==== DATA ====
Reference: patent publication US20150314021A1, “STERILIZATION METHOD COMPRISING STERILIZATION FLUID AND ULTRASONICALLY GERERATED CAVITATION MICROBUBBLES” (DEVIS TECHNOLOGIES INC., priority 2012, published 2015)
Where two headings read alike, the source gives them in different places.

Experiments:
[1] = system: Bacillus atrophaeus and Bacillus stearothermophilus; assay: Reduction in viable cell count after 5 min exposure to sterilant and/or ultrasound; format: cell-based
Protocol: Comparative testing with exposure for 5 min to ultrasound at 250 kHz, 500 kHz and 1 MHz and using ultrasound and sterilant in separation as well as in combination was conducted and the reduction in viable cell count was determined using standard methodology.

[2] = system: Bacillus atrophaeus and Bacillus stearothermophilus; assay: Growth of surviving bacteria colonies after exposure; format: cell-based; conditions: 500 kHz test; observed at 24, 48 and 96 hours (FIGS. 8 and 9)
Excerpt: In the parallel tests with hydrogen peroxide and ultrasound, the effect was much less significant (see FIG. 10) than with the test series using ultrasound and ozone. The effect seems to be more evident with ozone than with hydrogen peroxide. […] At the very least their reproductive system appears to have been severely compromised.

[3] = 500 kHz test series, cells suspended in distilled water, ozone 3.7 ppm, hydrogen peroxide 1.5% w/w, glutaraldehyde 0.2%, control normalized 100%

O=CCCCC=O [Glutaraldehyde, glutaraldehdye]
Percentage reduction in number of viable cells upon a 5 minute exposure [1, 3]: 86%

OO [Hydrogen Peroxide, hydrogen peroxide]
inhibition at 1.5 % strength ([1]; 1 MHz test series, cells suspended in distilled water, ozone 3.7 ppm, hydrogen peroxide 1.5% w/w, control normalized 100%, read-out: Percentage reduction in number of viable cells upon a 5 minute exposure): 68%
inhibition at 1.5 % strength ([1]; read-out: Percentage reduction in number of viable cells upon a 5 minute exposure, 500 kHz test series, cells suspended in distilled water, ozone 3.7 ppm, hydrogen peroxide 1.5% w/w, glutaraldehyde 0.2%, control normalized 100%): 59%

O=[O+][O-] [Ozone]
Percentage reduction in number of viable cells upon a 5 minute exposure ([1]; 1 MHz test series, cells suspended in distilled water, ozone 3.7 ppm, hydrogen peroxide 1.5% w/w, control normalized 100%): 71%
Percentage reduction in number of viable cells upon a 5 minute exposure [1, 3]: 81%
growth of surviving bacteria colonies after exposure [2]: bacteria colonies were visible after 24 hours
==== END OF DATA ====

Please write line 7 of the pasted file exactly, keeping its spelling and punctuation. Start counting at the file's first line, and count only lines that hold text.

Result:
Excerpt: In the parallel tests with hydrogen peroxide and ultrasound, the effect was much less significant (see FIG. 10) than with the test series using ultrasound and ozone. The effect seems to be more evident with ozone than with hydrogen peroxide. […] At the very least their reproductive system appears to have been severely compromised.